Jack settled in deeper into his seat as he imagined the morning sun from the airport. A few simple figures and designs built themselves from his work-weary mind, as the man towards his left continued to rouse conversation. Jack acknowledged his efforts with a few moments of listening to his conversation, and politely packed his notepad into his jacket. Following the man's mention of gambling, Jack chuckled to himself. Going through his pockets he remembered his flask and lighter empty as he was flying and couldn't indulge. He then cast off the thought and reached for a worn copy of The Fountainhead he tucked away in the side pocket of his mailbag and placed it under his arm before responding to the man a few seats over. Jack nodded knowingly and clarified, "Business is what brought me, aside from the occasional drink." Jack then sat back and asked, "And you?"
Last edited by mostly_harmless : 08-25-2012 at 06:14 PM.
Ellis found himself rereading the same paragraph three times, disturbed again and again by the constant inane chatter from his seatmates. He looked up at the two bantering back and forth, prepared to shoot them a dirty look, clear his throat, and politely tell them to shut the hell up. Unfortunately, as he raised his gaze from his magazine, his eyes caught something, and he noticeably blanched.
Ellis clears his throat and nudges the gentleman next to him with the aisle seat, nodding slightly in the direction of the bald man and quirking his eyebrow in a suggestive and curious way. Ellis pulls out his iPhone and pretends to fiddle with it, turning on the camera and attempting to surreptitiously snap a quick photo of the man as he rifles through his bag. I'm being paranoid, he thought to himself. This is just post-September eleventh neurotic fear. Still, he found his curiosity had gotten the better of him.
(1d100) Knowledge to see if the man is in any way recognizable, or if his tattoo denotes anything significant like gang affiliation or the like.
Oh, you've got to be kidding me. I just want to get to Chicago, already. This is going to ruin everything. Best case, we land somewhere, and everyone gets asked 101 questions.
Anthony's mind was already thinking through the madness. Admittedly, he'd rather just be jolted awake and find he'd nodded off on the flight and his over active imagination had concocted something far more "interesting" as his in-flight entertainment.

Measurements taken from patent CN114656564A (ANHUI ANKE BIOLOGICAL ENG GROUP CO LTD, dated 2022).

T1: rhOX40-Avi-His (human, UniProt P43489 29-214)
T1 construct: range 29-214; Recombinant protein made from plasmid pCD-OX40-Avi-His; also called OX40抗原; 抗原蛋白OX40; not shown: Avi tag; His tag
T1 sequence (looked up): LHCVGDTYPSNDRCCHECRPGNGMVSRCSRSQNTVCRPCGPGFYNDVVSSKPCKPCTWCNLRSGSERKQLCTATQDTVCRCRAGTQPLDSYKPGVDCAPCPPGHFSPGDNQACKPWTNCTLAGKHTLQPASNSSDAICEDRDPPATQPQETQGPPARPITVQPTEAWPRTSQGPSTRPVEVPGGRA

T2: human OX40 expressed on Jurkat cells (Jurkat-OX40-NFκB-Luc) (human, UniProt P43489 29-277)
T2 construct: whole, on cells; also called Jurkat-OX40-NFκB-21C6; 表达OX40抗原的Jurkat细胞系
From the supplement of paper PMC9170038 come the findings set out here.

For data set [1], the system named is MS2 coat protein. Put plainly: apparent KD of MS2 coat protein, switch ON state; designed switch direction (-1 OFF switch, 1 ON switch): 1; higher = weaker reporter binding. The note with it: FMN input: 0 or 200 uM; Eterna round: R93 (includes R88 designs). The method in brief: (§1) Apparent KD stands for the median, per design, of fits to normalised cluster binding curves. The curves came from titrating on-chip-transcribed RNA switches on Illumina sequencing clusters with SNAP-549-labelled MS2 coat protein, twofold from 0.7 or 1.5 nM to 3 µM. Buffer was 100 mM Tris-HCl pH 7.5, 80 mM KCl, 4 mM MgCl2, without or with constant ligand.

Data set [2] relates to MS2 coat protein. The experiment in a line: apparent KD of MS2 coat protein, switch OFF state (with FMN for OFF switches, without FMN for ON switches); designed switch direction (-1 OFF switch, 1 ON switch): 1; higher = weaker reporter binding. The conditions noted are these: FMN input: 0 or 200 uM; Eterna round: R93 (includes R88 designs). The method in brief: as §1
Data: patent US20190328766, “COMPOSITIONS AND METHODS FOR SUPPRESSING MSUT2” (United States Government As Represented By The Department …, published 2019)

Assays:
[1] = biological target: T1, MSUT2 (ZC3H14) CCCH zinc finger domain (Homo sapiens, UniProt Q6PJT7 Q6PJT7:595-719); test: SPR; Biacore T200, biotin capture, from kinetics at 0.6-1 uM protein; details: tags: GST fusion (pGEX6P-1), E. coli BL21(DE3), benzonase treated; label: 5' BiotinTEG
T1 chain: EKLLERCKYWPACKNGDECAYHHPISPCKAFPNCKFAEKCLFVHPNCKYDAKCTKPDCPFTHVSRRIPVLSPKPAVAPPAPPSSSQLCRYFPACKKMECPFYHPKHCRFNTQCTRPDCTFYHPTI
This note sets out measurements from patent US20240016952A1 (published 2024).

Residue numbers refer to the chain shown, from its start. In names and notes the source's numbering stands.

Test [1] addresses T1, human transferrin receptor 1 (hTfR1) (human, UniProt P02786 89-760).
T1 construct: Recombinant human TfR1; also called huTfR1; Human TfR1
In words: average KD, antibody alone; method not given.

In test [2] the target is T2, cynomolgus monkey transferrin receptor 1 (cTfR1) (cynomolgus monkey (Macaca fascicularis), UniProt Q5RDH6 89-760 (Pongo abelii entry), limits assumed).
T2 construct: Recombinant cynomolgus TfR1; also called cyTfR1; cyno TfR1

Better to be on the safe side, though, and actually treat it like his life was in peril. What did he do? He reached for the pen in his jacket pocket. Why? Maybe he was still a little unsettled, but he had plans for that pen.
"This is not going to make my fear of flying any easier," he muttered, glancing around behind him and hoping the Air Marshall wasn't stupid enough to just stand up.
Dungeon Crawl! - IC / OOC
Last edited by Amanil : 08-25-2012 at 11:08 PM.
After noticing the armed man and his vicious-looking firearm, and recognizing the voice that crackles over the intercom, Frank buries his head in his hands. "Oh, for ####'s sake," he grumbles. "This is exactly what I ####ing needed today." He shakes his head and forces himself to breathe. Okay. ####! Okay. Best-case scenario? We're hostages, and they're going to try and trade us to the government for some really bad people. Too bad the U.S. 'Doesn't negotiate with terrorists'... Worst-case scenario, they fly us into a building and we end up meat-confetti. Great options. He looks up and glances around, trying to take everything in. Don't panic. People who panic get shot, and people who get shot get dead. You've been in tough spots before. Didn't always come out clean, but you've always come out alive."Oh, #### me, I just wanted to see my wife and kid! Is that too much to ####ing ask for?"No, come on, keep it together, Frank. Keep it together!
This is it. Merde. Jack had minute thoughts racing as he glanced up toward the armed man. Ideas flitted across his sleep addled brain as he conjured hasty ideas. In the resulting chaos and confusion, the only thing that permeated his mind was the quote printed into the first line of his book. "Who is Howard Roark?"